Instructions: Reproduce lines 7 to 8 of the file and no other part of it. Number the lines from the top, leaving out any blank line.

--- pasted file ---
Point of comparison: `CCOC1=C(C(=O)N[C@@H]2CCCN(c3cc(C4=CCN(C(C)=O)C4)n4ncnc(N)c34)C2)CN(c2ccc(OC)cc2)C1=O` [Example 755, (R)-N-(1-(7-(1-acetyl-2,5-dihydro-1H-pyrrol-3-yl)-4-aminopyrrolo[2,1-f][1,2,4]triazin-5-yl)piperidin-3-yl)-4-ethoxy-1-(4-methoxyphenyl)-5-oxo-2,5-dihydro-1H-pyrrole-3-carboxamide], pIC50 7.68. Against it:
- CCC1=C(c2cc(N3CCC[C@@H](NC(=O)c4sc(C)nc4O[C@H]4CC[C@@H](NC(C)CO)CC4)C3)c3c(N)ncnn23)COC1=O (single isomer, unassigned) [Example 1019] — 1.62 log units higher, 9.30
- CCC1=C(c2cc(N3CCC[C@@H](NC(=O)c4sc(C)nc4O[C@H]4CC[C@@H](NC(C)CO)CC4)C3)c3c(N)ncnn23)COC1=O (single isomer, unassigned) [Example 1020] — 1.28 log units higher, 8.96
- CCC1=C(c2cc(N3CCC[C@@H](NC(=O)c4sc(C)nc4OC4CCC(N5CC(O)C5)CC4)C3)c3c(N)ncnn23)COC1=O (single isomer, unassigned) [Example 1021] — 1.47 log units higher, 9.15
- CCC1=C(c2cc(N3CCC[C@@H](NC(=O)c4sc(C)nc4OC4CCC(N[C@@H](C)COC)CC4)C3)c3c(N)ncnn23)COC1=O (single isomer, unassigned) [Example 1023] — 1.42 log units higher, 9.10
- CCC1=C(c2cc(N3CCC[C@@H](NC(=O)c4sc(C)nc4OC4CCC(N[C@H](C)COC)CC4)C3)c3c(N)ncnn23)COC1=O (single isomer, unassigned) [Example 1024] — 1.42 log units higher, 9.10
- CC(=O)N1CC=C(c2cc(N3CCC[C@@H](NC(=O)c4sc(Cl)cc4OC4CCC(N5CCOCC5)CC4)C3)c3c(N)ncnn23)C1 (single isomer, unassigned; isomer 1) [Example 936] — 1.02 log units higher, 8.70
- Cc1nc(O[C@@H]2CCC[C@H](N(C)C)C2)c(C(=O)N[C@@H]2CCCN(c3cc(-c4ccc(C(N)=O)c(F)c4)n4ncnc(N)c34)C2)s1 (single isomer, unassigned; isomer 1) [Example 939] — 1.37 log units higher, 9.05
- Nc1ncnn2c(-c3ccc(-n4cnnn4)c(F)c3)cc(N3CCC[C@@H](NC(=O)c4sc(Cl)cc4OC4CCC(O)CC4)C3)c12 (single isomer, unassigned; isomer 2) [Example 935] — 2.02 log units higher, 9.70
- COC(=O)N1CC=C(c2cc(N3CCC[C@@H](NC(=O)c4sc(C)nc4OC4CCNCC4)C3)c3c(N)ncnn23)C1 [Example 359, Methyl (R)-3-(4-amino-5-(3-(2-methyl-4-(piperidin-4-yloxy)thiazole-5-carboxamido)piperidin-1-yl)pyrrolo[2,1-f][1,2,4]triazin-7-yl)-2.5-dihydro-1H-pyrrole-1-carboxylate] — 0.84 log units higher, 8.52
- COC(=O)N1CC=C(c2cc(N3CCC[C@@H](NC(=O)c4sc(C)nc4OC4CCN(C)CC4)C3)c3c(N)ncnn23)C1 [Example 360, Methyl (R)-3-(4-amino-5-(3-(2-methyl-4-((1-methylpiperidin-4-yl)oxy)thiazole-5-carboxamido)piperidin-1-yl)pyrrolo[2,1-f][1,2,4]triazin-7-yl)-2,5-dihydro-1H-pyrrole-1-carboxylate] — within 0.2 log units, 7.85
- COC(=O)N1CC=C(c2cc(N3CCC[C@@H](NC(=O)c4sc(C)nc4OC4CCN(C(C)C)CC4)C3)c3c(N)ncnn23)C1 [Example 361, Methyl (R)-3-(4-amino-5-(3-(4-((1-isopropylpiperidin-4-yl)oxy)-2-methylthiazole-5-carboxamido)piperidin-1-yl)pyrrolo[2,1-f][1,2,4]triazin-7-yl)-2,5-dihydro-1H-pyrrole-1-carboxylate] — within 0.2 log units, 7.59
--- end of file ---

- CC(=O)N1CC=C(c2cc(N3CCC[C@@H](NC(=O)c4sc(Cl)cc4OC4CCC(N5CCOCC5)CC4)C3)c3c(N)ncnn23)C1 (single isomer, unassigned; isomer 1) [Example 936] — 1.02 log units higher, 8.70
- Cc1nc(O[C@@H]2CCC[C@H](N(C)C)C2)c(C(=O)N[C@@H]2CCCN(c3cc(-c4ccc(C(N)=O)c(F)c4)n4ncnc(N)c34)C2)s1 (single isomer, unassigned; isomer 1) [Example 939] — 1.37 log units higher, 9.05